Lamb weather types (reduced set) and gale days over the North Sea since 1948 based on NCEP/NCAR Reanalysis 1 daily mean sea level pressure fields


Sea level pressure is a fundamental weather and climate element and the very basis of everyday weather maps. Daily sea level pressure distributions provide information on the influence of high and low pressure systems, air flow, weather activity, and, hence, synoptic conditions.

                Using sea level pressure distributions from the NCEP/NCAR Reanalysis 1 (Kalnay et al., 1996) and a simplified variant of the weather-typing scheme by Jenkinson and Collison (1977) atmospheric circulation over the North Sea has been classified as to pattern and intensity on a daily basis starting in 1948. A full account of the original weather-typing scheme can be found in Loewe et al. (2005), while the variant scheme has been detailed in Loewe et al. (2006). The analysis has been carried out on the original 16-point grid. Though formally valid at its central point (55°N, 5°E), results are representative of the North Sea region between 50°N-60°N and 0°E-10°E.

                The modified scheme allows for six weather types, namely four directional (NE=Northeast, SE, SW, NW) and two rotational types (C=cyclonic and A=anticyclonic). The strength of the atmospheric circulation is classified by way of a peak-over-threshold technique, employing re-calibrated thresholds for the gale index G* of 28.3, 36.6, and 44.6 hPa for gale (G), severe gale (SG), and very severe gale (VSG), respectively (Loewe et al., 2013). Technically, the set of weather-typing and gale-classification rules is implemented as a lean FORTRAN code (lwtnssim.f), internally known as "Simple Lamb weather-typing scheme for the North Sea v1". The processing run was done on a Linux server under Debian 10 (Buster).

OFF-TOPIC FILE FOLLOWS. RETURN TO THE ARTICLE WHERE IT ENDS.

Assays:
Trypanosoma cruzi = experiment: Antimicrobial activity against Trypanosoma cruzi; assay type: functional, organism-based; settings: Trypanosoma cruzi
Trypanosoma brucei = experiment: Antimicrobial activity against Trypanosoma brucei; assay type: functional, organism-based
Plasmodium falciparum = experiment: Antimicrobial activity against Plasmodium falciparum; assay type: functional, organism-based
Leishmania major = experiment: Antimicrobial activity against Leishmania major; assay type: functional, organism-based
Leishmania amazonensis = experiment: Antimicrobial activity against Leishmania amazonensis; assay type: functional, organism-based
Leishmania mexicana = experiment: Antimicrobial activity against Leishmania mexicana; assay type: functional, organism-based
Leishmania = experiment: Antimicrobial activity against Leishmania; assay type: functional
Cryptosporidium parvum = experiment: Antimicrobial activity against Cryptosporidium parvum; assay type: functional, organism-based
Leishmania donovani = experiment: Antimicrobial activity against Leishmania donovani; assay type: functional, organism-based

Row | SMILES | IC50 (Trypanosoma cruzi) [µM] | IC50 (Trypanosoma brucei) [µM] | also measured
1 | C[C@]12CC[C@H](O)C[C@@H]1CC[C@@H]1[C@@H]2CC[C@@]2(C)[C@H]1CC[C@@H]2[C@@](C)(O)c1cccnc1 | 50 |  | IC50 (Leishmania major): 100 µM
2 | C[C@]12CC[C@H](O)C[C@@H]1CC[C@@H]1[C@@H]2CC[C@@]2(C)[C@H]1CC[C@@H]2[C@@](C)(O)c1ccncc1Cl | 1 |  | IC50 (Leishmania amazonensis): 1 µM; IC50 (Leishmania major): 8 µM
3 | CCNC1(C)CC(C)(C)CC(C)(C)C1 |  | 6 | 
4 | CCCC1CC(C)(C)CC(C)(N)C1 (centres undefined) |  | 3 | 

Both, weather types and gale days, form a catalogue of more than 70 annual calendars since 1948 that is presented and continuously updated to the present day at This catalogue concisely documents synoptic conditions in the North Sea region. Possible benefits are manifold. Special events and episodes in regional-scale atmospheric circulation are easily looked up and traced. Beyond that, the dataset is well suited for frequency, trend, persistence, transition, and extreme-value statistics.
Metadata Access
Creator Peter Loewe
Publisher World Data Center for Climate (WDCC)
Publication Year 2022
Rights CC BY 4.0: Creative Commons Attribution 4.0 International (CC BY 4.0)
OpenAccess true
Language English
Resource Type collection ; collection
Format NetCDF
Size 9 MB
Version 1
Discipline Earth System Research